Trust Accounting and the Negative Nellies
Who is Negative Nellie? It could be argued that many attorneys would know, especially while representing some rather over-the-top-disgruntled clientele. In addition to the attitude of that particular client, any client who also has a negative balance on their trust account could be considered “negative” as well. LOL! 😉
According to Pedro Chopite, an English enthusiast and Quora contributor, Negative Nellie was derived in 1966 when,
“President Johnson spoke of “Nervous Nellies” to refer to critics of his Vietnam policy, and the phrase caught on. Nervous Nellie acquired the connotation of “naysayer” and gave rise to similar terms like Negative Nellie, Naysayer Nellie, Negative Ned, and Negative Nancy.”
Positivity can take some effort though….. Don’t you think?
I’m not just talking about the thinking positive “mindset” part. Though I recommend that as a best practice.
Law Firm accounting requires that you pay close attention to the details in a trust account. Any client trust account with a negative balance must be investigated. Remember, the trust retainer is a prepayment. You cannot record a negative prepayment. If the retainer has been exhausted, the client must be asked to replenish it. But it should not be negative. A negative trust balance will require some investigation as to why the balance is showing incorrectly in LeanLaw and in QuickBooks. Here are several accounting errors that will cause this issue:
- Client bounces a check
- Payment is recorded but not deposited in the bank
- Disbursement on uncleared funds
- Multicurrency transactions
- Errors in the accounting
While you may be pretty good at figuring those exclusions, errors in your accounting can be time-consuming to correct and costly to sort out. Bookkeepers experienced in law firm accounting, specifically trust accounting, have a trained eye for examining the data to keep it nice and tidy and fix errors when things go sideways.
In the example in the video below, Michael Bennett, our client gave us two retainer payments. There were two invoices to Michael for legal services rendered. Then there was a large disagreement and the attorney of record decided to refund all the money back to the client. In this particular scenario, we would need to do an entry to reverse the two sales transactions where the attorney billed for legal services and move the funds back to the trust account from the operating account to make the total retainer whole again.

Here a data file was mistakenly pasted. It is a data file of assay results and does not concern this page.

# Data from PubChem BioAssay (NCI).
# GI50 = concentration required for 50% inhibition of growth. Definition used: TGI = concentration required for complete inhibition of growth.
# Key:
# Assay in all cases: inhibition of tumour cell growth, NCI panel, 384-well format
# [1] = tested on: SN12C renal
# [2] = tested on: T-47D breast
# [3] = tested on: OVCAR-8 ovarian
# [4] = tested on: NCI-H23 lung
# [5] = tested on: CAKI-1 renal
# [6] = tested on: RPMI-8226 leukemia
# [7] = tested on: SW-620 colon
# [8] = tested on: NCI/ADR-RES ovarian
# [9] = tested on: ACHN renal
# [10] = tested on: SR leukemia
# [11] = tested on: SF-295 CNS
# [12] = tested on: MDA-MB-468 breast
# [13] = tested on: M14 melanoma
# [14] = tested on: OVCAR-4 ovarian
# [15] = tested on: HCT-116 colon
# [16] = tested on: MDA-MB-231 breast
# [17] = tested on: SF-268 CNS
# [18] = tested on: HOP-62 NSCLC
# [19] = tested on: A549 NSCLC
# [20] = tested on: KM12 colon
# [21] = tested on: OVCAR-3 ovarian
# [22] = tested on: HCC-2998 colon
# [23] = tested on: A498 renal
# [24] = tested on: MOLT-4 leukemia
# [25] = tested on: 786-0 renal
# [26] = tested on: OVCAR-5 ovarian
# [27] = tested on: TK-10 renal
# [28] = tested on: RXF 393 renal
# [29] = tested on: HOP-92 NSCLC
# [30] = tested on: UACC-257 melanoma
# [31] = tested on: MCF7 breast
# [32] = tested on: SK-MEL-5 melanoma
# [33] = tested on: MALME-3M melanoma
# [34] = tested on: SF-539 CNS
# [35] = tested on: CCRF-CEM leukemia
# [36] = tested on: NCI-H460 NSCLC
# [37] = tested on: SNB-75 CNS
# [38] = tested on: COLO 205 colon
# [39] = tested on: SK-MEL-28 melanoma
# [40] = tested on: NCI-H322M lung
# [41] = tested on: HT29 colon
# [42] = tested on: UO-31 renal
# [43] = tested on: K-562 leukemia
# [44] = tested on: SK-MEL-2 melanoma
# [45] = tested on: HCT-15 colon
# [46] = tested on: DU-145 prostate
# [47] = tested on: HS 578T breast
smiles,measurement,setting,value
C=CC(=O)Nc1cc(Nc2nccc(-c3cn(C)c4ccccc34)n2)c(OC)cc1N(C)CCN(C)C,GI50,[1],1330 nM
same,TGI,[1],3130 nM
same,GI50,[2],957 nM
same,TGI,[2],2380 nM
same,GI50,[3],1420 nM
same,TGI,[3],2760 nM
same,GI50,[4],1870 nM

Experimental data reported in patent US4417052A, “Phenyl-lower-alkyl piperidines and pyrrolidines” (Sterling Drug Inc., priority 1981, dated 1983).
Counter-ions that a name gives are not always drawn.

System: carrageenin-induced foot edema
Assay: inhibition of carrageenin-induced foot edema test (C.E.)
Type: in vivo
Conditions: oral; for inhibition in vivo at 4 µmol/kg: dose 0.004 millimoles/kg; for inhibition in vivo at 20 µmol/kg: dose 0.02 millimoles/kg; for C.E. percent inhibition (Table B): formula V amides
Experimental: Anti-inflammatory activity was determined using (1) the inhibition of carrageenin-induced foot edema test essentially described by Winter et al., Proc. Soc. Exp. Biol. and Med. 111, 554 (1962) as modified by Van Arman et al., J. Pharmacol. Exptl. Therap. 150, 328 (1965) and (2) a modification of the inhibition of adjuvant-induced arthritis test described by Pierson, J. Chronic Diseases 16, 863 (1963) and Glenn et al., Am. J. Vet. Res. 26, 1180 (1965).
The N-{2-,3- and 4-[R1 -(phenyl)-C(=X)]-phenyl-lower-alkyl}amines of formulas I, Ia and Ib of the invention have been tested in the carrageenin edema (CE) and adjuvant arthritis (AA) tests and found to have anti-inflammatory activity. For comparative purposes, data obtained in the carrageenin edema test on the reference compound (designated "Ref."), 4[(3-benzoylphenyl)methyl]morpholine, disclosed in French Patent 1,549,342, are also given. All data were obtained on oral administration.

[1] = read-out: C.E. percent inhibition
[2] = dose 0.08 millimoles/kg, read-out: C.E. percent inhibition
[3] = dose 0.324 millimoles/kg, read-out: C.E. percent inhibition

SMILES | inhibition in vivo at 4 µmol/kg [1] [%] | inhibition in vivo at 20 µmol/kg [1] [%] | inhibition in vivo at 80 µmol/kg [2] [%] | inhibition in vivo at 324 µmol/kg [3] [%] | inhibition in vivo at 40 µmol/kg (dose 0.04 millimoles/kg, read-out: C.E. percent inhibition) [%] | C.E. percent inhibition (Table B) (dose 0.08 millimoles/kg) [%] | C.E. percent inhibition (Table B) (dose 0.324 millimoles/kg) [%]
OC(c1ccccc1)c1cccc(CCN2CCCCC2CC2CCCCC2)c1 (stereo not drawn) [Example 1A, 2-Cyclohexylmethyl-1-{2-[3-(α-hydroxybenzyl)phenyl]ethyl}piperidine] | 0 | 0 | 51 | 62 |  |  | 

Apart from dealing with errors efficiently, keeping your trust accounts balanced is necessary to a law practice that’s seeking to grow. As I mentioned in the Work in Process – Law Firm Accounting article, being able to produce reports like WIP or accounting of all unbilled time can be of huge value. It is one of my favorite reports in my preferred time and billing app for attorneys, LeanLaw. Staying on top of when it’s time to bill a client is essential to a profitable law firm. Law firms should strive to invoice all of their outstanding WIP fees on a monthly basis. Any WIP fees should not remain outstanding for more than thirty days.
Your client may not be a Negative Nellie when it comes to attitude or mindset, but even if they are “negative” on the balance sheet finding the issue and correcting it is part of the job or task at hand as the accountant or bookkeeper. Keeping great trust records is the number one reason you would hire a professional to be sure your records are compliant. If you are an attorney and know that your records are not in good order, we would love to work with you and keep the cash flow flowing and keep your records pristine! Call us today at 239-349-2004.
Visit me on Facebook in QB Community Live! It’s a public group, where you can find me and a lot of other genius accounting professionals too. QB Community Live! is fun and friendly. Use #trustnellie so I know it’s you, and please invite your bookkeeper to do the same!